The girl did not say anything.
‘I’ll go with you and I’ll stay with you all the time. They just let the air in and then it’s all perfectly natural.’
‘Then what will we do afterwards?’
‘We’ll be fine afterwards. Just like we were before.’
‘What makes you think so?’
‘That’s the only thing that bothers us. It’s the only thing that’s made us unhappy.’
The girl looked at the bead curtain, put her hand out and took hold of two of the strings of beads.
‘And you think then we’ll be all right and be happy.’
‘I know we will. Yon don’t have to be afraid. I’ve known lots of people that have done it.’
‘So have I,’ said the girl. ‘And afterwards they were all so happy.’
‘Well,’ the man said, ‘if you don’t want to you don’t have to. I wouldn’t have you do it if you didn’t want to. But I know it’s perfectly simple.’
‘And you really want to?’
‘I think it’s the best thing to do. But I don’t want you to do it if you don’t really want to.’
‘And if I do it you’ll be happy and things will be like they were and you’ll love me?’
‘I love you now. You know I love you.’
‘I know. But if I do it, then it will be nice again if I say things are like white elephants, and you’ll like it?’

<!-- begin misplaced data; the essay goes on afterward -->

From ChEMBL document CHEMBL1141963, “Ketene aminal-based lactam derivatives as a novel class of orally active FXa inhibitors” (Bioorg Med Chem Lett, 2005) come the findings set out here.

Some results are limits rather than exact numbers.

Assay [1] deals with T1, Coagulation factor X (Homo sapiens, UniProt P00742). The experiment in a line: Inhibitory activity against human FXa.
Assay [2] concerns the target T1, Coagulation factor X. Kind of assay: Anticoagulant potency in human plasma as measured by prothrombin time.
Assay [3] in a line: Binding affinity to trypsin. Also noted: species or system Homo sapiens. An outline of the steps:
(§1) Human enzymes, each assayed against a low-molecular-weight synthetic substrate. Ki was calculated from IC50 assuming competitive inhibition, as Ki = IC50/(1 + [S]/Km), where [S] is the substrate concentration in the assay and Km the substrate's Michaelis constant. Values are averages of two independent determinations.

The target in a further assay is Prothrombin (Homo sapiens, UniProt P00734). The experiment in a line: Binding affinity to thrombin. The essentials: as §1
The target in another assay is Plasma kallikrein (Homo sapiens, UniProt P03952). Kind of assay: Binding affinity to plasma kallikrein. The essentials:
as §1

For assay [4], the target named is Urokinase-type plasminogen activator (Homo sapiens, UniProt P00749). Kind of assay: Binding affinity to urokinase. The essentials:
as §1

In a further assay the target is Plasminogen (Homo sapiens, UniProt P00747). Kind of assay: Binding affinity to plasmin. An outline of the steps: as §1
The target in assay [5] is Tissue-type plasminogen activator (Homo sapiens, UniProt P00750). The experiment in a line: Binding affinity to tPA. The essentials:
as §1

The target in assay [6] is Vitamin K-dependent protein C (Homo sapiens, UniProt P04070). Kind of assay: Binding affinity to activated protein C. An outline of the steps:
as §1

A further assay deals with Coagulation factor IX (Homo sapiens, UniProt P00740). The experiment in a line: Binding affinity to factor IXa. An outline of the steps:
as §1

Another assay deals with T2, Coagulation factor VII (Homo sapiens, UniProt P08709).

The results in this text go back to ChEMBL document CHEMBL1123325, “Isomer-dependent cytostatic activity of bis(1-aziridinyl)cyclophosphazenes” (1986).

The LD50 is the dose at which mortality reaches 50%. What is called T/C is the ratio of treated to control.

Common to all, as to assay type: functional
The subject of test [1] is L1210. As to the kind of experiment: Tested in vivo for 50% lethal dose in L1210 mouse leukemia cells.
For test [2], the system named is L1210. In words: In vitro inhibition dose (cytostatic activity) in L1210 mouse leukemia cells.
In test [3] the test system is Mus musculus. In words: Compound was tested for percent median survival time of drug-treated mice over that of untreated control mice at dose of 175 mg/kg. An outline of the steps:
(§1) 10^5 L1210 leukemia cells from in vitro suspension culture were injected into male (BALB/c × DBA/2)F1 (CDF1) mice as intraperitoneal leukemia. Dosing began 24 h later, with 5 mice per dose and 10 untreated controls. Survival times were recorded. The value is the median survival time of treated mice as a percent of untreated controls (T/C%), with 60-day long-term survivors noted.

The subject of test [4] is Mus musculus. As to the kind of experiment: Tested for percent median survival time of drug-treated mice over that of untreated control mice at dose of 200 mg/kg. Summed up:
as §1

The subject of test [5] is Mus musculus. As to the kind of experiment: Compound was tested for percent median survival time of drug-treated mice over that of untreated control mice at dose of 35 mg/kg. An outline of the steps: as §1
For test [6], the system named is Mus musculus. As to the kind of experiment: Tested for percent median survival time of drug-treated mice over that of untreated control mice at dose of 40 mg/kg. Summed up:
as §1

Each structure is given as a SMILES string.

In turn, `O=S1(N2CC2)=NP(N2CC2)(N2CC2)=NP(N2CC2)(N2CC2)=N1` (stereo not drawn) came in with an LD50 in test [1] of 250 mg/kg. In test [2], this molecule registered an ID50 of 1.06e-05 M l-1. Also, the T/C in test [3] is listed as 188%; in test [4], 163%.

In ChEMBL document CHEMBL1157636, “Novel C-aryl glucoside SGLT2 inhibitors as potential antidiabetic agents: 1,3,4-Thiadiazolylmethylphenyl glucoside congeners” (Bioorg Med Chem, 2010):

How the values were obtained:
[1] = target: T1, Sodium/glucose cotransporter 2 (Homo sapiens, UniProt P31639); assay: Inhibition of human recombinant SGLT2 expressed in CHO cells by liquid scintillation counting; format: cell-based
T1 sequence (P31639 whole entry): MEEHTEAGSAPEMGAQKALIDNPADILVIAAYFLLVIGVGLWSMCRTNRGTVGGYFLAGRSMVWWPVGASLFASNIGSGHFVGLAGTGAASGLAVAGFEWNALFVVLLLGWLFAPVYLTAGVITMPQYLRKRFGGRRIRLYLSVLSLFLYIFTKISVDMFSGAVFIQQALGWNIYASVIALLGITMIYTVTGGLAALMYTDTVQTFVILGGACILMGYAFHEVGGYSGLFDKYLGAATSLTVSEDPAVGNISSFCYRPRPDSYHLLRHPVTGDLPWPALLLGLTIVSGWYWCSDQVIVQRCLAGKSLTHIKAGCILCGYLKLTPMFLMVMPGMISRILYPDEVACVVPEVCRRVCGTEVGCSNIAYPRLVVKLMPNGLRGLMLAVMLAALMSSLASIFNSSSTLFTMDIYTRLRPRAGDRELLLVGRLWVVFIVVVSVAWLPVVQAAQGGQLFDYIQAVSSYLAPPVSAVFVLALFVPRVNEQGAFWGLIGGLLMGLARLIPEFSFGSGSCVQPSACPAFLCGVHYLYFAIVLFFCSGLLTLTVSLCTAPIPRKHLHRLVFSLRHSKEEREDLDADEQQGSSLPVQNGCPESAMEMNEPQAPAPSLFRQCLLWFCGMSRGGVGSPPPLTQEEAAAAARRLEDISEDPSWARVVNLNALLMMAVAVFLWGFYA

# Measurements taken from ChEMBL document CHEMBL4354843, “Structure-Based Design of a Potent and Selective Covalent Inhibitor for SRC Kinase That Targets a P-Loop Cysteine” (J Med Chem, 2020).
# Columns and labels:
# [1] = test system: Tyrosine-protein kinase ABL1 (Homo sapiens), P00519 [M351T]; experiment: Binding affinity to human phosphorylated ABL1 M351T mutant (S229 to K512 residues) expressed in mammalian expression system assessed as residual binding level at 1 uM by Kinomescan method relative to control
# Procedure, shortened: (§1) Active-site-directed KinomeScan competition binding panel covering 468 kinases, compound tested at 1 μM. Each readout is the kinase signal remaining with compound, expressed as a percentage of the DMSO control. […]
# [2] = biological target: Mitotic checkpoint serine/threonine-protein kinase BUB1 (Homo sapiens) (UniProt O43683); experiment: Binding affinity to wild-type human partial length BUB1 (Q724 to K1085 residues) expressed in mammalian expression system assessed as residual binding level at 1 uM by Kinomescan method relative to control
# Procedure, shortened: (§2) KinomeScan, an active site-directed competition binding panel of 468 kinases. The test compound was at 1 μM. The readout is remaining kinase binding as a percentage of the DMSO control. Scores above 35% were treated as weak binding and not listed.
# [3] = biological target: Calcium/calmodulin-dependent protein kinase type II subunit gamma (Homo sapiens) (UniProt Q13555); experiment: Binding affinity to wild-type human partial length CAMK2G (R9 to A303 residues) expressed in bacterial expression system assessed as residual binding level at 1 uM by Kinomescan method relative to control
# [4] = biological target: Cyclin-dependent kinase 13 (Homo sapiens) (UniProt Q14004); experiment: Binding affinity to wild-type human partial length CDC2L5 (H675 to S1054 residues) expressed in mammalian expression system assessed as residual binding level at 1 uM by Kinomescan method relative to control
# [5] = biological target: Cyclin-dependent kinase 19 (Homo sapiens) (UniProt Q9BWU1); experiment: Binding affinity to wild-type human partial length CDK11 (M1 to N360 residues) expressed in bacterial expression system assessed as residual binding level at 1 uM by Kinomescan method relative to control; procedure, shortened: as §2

‘I’ll love it. I love it now but I just can’t think about it. You know how I get when I worry.’
‘If I do it you won’t ever worry?’
‘I won’t worry about that because it’s perfectly simple.’
‘Then I’ll do it. Because I don’t care about me.’
‘What do you mean?’
‘I don’t care about me.’
‘Well, I care about you.’
‘Oh, yes. But I don’t care about me. And I’ll do it and then everything will be fine.’
‘I don’t want you to do it if you feel that way.’
The girl stood up and walked to the end of the station. Across, on the other side, were fields of grain and trees along the banks of the Ebro. Far away, beyond the river, were mountains. The shadow of a cloud moved across the field of grain and she saw the river through the trees.
‘And we could have all this,’ she said. ‘And we could have everything and every day we make it more impossible.’
‘What did you say?’
‘I said we could have everything.’
‘We can have everything.’
‘No, we can’t.’
‘We can have the whole world.’
‘No, we can’t.’
‘We can go everywhere.’
‘No, we can’t. It isn’t ours any more.’
‘It’s ours.’
‘No, it isn’t. And once they take it away, you never get it back.’
‘But they haven’t taken it away.’